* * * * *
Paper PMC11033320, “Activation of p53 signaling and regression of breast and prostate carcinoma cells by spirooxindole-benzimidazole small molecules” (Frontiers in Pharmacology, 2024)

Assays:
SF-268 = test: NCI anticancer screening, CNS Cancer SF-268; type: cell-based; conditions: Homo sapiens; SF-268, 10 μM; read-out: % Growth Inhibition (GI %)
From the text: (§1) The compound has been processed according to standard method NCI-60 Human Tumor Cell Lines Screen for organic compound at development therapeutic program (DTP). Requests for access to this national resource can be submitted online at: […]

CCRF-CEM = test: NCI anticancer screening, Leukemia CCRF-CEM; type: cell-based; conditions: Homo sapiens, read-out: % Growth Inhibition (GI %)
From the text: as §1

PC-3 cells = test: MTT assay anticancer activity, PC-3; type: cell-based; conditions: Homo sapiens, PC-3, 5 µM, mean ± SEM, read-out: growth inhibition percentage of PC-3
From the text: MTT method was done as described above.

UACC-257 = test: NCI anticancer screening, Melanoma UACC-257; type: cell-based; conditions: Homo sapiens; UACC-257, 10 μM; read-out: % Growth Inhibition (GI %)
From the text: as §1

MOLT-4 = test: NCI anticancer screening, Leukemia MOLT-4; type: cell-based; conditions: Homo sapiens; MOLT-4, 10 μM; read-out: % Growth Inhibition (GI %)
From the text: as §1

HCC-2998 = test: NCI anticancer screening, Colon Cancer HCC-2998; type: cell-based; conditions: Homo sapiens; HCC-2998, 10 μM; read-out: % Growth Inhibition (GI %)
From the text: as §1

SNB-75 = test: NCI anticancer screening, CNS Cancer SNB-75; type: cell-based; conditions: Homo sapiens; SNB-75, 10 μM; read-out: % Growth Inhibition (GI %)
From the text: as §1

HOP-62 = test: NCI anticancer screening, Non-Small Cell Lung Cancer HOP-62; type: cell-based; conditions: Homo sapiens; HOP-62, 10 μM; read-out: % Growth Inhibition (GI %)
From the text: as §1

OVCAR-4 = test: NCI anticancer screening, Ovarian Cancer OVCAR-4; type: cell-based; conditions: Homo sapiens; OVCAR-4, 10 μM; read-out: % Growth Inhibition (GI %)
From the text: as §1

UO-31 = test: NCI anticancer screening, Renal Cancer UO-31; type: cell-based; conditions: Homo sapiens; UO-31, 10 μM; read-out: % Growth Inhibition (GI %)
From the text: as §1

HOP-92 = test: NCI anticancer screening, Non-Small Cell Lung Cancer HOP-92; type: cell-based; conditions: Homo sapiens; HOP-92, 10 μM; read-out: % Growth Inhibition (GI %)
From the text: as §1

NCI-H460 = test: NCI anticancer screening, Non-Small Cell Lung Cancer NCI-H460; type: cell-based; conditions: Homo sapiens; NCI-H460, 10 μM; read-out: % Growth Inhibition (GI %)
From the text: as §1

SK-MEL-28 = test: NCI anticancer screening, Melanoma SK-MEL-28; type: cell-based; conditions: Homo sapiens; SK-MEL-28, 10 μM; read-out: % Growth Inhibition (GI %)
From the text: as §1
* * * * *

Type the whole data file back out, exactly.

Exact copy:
Paper PMC11033320, “Activation of p53 signaling and regression of breast and prostate carcinoma cells by spirooxindole-benzimidazole small molecules” (Frontiers in Pharmacology, 2024)

Assays:
SF-268 = test: NCI anticancer screening, CNS Cancer SF-268; type: cell-based; conditions: Homo sapiens; SF-268, 10 μM; read-out: % Growth Inhibition (GI %)
From the text: (§1) The compound has been processed according to standard method NCI-60 Human Tumor Cell Lines Screen for organic compound at development therapeutic program (DTP). Requests for access to this national resource can be submitted online at: […]

CCRF-CEM = test: NCI anticancer screening, Leukemia CCRF-CEM; type: cell-based; conditions: Homo sapiens, read-out: % Growth Inhibition (GI %)
From the text: as §1

PC-3 cells = test: MTT assay anticancer activity, PC-3; type: cell-based; conditions: Homo sapiens, PC-3, 5 µM, mean ± SEM, read-out: growth inhibition percentage of PC-3
From the text: MTT method was done as described above.

UACC-257 = test: NCI anticancer screening, Melanoma UACC-257; type: cell-based; conditions: Homo sapiens; UACC-257, 10 μM; read-out: % Growth Inhibition (GI %)
From the text: as §1

MOLT-4 = test: NCI anticancer screening, Leukemia MOLT-4; type: cell-based; conditions: Homo sapiens; MOLT-4, 10 μM; read-out: % Growth Inhibition (GI %)
From the text: as §1

HCC-2998 = test: NCI anticancer screening, Colon Cancer HCC-2998; type: cell-based; conditions: Homo sapiens; HCC-2998, 10 μM; read-out: % Growth Inhibition (GI %)
From the text: as §1

SNB-75 = test: NCI anticancer screening, CNS Cancer SNB-75; type: cell-based; conditions: Homo sapiens; SNB-75, 10 μM; read-out: % Growth Inhibition (GI %)
From the text: as §1

HOP-62 = test: NCI anticancer screening, Non-Small Cell Lung Cancer HOP-62; type: cell-based; conditions: Homo sapiens; HOP-62, 10 μM; read-out: % Growth Inhibition (GI %)
From the text: as §1

OVCAR-4 = test: NCI anticancer screening, Ovarian Cancer OVCAR-4; type: cell-based; conditions: Homo sapiens; OVCAR-4, 10 μM; read-out: % Growth Inhibition (GI %)
From the text: as §1

UO-31 = test: NCI anticancer screening, Renal Cancer UO-31; type: cell-based; conditions: Homo sapiens; UO-31, 10 μM; read-out: % Growth Inhibition (GI %)
From the text: as §1

HOP-92 = test: NCI anticancer screening, Non-Small Cell Lung Cancer HOP-92; type: cell-based; conditions: Homo sapiens; HOP-92, 10 μM; read-out: % Growth Inhibition (GI %)
From the text: as §1

NCI-H460 = test: NCI anticancer screening, Non-Small Cell Lung Cancer NCI-H460; type: cell-based; conditions: Homo sapiens; NCI-H460, 10 μM; read-out: % Growth Inhibition (GI %)
From the text: as §1

SK-MEL-28 = test: NCI anticancer screening, Melanoma SK-MEL-28; type: cell-based; conditions: Homo sapiens; SK-MEL-28, 10 μM; read-out: % Growth Inhibition (GI %)
From the text: as §1